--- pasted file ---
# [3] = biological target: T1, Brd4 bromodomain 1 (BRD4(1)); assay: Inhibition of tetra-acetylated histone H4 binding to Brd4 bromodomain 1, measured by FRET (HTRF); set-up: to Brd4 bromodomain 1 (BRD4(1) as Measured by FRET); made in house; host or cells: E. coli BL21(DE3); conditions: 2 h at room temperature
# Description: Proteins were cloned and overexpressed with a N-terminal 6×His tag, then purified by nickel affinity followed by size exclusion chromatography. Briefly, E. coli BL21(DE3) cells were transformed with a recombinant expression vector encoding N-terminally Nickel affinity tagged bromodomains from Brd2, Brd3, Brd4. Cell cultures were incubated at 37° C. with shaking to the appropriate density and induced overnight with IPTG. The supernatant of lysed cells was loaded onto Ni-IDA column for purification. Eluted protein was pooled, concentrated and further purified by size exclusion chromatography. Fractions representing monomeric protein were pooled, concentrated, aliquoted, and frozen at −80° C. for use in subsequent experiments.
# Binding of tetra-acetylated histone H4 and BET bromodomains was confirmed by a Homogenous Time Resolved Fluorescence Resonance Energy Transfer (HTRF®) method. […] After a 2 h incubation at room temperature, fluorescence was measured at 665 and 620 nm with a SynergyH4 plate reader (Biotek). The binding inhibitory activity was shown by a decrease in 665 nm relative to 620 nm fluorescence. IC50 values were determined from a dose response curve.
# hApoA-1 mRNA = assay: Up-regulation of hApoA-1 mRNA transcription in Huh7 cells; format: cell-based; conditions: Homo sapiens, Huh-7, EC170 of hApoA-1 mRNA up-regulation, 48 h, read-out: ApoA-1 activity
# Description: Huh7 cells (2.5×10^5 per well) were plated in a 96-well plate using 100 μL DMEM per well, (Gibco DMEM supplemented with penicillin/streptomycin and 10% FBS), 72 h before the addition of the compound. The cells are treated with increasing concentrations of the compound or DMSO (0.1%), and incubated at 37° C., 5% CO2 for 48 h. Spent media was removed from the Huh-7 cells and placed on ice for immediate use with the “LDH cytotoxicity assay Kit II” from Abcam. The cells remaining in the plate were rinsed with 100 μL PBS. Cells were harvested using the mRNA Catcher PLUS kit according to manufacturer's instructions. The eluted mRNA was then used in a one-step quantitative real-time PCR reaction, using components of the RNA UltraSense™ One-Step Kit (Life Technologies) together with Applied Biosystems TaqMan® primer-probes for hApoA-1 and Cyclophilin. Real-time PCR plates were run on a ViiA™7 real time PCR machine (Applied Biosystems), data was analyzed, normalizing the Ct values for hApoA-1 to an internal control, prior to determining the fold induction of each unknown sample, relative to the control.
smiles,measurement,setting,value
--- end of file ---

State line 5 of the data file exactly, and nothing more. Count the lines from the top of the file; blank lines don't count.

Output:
# Description: Huh7 cells (2.5×10^5 per well) were plated in a 96-well plate using 100 μL DMEM per well, (Gibco DMEM supplemented with penicillin/streptomycin and 10% FBS), 72 h before the addition of the compound. The cells are treated with increasing concentrations of the compound or DMSO (0.1%), and incubated at 37° C., 5% CO2 for 48 h. Spent media was removed from the Huh-7 cells and placed on ice for immediate use with the “LDH cytotoxicity assay Kit II” from Abcam. The cells remaining in the plate were rinsed with 100 μL PBS. Cells were harvested using the mRNA Catcher PLUS kit according to manufacturer's instructions. The eluted mRNA was then used in a one-step quantitative real-time PCR reaction, using components of the RNA UltraSense™ One-Step Kit (Life Technologies) together with Applied Biosystems TaqMan® primer-probes for hApoA-1 and Cyclophilin. Real-time PCR plates were run on a ViiA™7 real time PCR machine (Applied Biosystems), data was analyzed, normalizing the Ct values for hApoA-1 to an internal control, prior to determining the fold induction of each unknown sample, relative to the control.